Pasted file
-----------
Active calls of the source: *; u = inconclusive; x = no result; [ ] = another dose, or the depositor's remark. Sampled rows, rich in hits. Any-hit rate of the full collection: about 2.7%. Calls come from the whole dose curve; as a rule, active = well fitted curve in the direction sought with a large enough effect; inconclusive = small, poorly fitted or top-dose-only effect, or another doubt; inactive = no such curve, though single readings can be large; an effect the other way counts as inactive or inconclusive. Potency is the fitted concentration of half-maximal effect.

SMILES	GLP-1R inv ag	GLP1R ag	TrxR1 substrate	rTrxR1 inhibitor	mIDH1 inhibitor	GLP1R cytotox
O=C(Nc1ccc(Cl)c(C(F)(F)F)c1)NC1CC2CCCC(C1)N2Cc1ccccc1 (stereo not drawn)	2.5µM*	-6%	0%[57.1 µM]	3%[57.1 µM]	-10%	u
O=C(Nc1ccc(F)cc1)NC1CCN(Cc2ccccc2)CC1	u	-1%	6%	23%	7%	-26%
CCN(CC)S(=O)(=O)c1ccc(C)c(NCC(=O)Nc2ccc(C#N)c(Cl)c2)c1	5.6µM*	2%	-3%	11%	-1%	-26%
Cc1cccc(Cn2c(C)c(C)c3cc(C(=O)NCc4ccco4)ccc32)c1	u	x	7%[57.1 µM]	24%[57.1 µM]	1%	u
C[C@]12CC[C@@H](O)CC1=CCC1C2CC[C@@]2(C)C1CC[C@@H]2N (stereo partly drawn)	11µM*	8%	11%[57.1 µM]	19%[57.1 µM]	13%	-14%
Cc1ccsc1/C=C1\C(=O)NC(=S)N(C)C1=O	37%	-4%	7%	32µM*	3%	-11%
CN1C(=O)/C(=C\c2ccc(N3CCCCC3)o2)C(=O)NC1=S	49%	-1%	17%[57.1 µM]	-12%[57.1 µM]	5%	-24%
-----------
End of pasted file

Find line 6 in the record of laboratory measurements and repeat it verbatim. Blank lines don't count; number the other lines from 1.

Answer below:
Cc1cccc(Cn2c(C)c(C)c3cc(C(=O)NCc4ccco4)ccc32)c1	u	x	7%[57.1 µM]	24%[57.1 µM]	1%	u